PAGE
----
Midtown development continues to heat up

By Brent Godwin

The blocks between the railroad tracks and University Boulevard on Birmingham’s Southside, now commonly called Midtown, are undergoing a serious transformation.

Several large new construction and redevelopment projects are ongoing or about to ramp up in the area.

Renderings of the third building for 20 Midtown.

A group of developers, including LAH Real Estate and 20 Midtown developers Dick Schmalz and Scott Bryant, recently said they are planning a mixed-use building on the corner of 20th Street South and Fifth Avenue South.

It will involve demolishing an existing 1920s-era building to make way for the structure that will contain at least 60 apartments and a yet-to-be-named national retailer on the ground floor.

LAH principal Maurice Humphries said he’s been working on this deal in some form or another for the past two years. He knows the owners who have had the building in their family for generations.

“The location is literally across the street from Kirklin Clinic at UAB,” Humphries said. “We envision UAB students or professionals living at the building and being able to walk to everything they need.”

Humphries said the units will be smaller than others that have hit the downtown scene recently, as Schmalz and Bryant have seen a high demand for those types of apartments in their buildings.

Humphries said they’re still in the early stages of the project, which does not yet have a name. He said all existing tenants in the current building – Pizza Hut, The Syndicate Lounge, Quality Shoe Repair and Classic 13 Tattoo – will be relocated.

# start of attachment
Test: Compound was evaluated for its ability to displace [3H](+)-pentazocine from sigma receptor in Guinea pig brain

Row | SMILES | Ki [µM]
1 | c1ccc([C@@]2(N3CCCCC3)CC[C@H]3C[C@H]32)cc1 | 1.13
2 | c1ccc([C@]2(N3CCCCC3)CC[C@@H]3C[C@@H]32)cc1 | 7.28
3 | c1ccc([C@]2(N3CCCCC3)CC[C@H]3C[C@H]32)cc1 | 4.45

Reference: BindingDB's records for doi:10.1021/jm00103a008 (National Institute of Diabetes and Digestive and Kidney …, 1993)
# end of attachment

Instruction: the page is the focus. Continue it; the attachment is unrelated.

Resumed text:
This week, another group of developers, including Ward Neely of SRS Real Estate and Schmalz and Bryant, said that Pizza Hut will be a tenant in the Merienda Lounge redevelopment since its existing location will be demolished.

Along with Pizza Hut, California-based Chronic Tacos will open its second Birmingham area location in the marquee corner spot at the Merienda project. A nail salon is also slated for the building, and negotiations are ongoing for another space in the building.

The former Merienda building, which has about 9,000 square feet and was an old automotive showroom, will be repositioned so that it faces Fifth Avenue South.

While portions of the High Note Lounge are expected to be demolished to make way for parking, Neely said developers aim to preserve its original brick storefront.

A couple of blocks up Richard Arrington Jr. Boulevard, work is underway on another redevelopment – a warehouse that formerly held a transmission business.

A group of brokers from Colliers International are helping bring Carvana to the building. Carvana is a technology-driven automotive shopping concept that allows customers to purchase used cars directly and not have to go to a dealership. The project received Design Review Committee approval and appears to be under construction now.

But perhaps the largest project happening in the area – and in some ways the catalyst for many of the others – is the third building of 20 Midtown.

The DRC in June approved the building, which will be located on an entire block between 20th Street and Richard Arrington Jr. Blvd., and between Second and Third Avenues South.

Schmalz said the five-story building will include 246 apartment units, as well as retail space. Thirty of the apartments in the building will be two-story loft units. There are three two-story units in building two, which are leasing well, prompting the inclusion of two-story units in building three.

Schmalz said as far as building three, they have several letters of intent for possible tenants that cannot be named yet. He said they will wait until the building starts to come out of the ground before setting the tenant line-up in stone. There also has been interest from possible ground-floor office tenants.

A new ownership group is looking into the possibility of redeveloping the massive Liberty National complex that sits in the center of the area.

Altogether, the Midtown area should continue to draw interest from real estate brokers, investors and developers, as it becomes more of a live-work-play district.

Brent Godwin is the commercial real estate reporter for the Birmingham Business Journal. 

Article originally published by Birmingham Business Journal